HyNet Plans to Connect Hydrogen Pipeline to Manchester Airport

Manchester Airport has revealed plans to become the first UK airport to have a direct supply of low-carbon hydrogen fuel thanks to a collaboration with the HyNet decarbonisation project.

The airport has signed a memorandum of understanding (MoU) with HyNet’s two founding partners: Progressive Energy and Cadent. Through the collaboration, the partners aim to connect Manchester Airport to the HyNet hydrogen pipeline.

This announcement has been backed by Aviation Minister, Baroness Vere, and Energy and Climate Change Minister, Graham Stuart, as well as the Northern Powerhouse Partnership and North West Hydrogen Alliance.

Hydrogen Manchester Airport
Through the MoU, the partners are aiming to deliver hydrogen to the aviation sector at the earliest opportunity

Hydrogen technology and hydrogen-powered aircraft are touted to play a key role in decarbonising short-haul aviation from the mid-2030s. A research project conducted by FlyZero estimated that the demand for liquid hydrogen at an airport the size of Manchester could be 6.5 million litres a day by 2050.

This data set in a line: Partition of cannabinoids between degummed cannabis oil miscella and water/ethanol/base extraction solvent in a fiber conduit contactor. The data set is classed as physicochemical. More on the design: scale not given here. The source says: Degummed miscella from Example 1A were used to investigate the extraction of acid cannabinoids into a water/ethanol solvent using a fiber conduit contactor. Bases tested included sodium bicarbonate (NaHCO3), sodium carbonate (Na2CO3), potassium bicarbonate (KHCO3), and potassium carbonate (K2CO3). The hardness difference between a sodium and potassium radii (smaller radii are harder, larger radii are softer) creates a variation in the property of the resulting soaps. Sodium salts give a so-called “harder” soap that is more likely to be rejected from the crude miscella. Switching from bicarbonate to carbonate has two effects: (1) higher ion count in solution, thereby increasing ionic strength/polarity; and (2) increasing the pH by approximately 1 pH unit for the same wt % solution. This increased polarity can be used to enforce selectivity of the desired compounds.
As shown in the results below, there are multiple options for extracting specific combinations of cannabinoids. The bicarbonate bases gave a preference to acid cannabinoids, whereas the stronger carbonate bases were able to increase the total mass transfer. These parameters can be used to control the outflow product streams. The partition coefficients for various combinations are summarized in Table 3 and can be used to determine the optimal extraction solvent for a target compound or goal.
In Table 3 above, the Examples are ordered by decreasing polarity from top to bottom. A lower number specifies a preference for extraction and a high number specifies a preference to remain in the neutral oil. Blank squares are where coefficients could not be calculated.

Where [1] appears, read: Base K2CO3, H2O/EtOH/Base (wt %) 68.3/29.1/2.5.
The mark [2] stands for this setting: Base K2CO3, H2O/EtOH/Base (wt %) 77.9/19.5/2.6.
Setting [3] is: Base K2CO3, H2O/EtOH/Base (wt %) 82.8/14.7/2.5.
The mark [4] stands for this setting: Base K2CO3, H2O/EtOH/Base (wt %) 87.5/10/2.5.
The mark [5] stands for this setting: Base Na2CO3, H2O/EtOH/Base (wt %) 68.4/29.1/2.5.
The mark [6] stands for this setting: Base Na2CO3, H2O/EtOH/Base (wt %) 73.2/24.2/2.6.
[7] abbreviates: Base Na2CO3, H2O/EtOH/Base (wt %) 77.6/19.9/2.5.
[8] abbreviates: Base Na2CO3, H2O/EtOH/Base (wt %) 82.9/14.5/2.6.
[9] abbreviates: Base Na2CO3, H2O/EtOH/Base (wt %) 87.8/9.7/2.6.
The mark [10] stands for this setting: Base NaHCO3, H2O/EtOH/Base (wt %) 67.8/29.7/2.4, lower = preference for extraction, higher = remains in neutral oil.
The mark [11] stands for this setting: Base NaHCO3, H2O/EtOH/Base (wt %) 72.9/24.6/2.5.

Chris Woodroofe, Managing Director, Manchester Airport said:

“This announcement demonstrates the meaningful action we are taking to ensure we can deliver a carbon-free future for the aviation industry.

“By securing a direct supply of hydrogen for our airport, our 60 airlines will be able to make use of this exciting and ground-breaking technology as soon as possible.

“The use of hydrogen will make a significant contribution to the UK aviation sector’s decarbonisation efforts and supports industry partners in reaching net zero.”

A panel event on the requirements for realising a hydrogen future for aviation was held at Manchester Airport to mark the signing of this MoU.

The panel discussed how projects such as HyNet could work with airports to meet the demand for the new technology and infrastructure.

Aviation Minister Baroness Vere said:

“Hydrogen offers great potential to decarbonise flying, but we need the right infrastructure at our airports to help harness that opportunity.

“We are funding the multi-million pound Zero Emission Flight Infrastructure project, which has already published important findings, and it’s great to see industry now pushing ahead in this area to make zero emission flight a reality.”

Manchester Airport has a target to make its operations net zero carbon by 2038, 12 years ahead of the UK national target and two years ahead of the target set for UK airports in the government’s Jet Zero Strategy.

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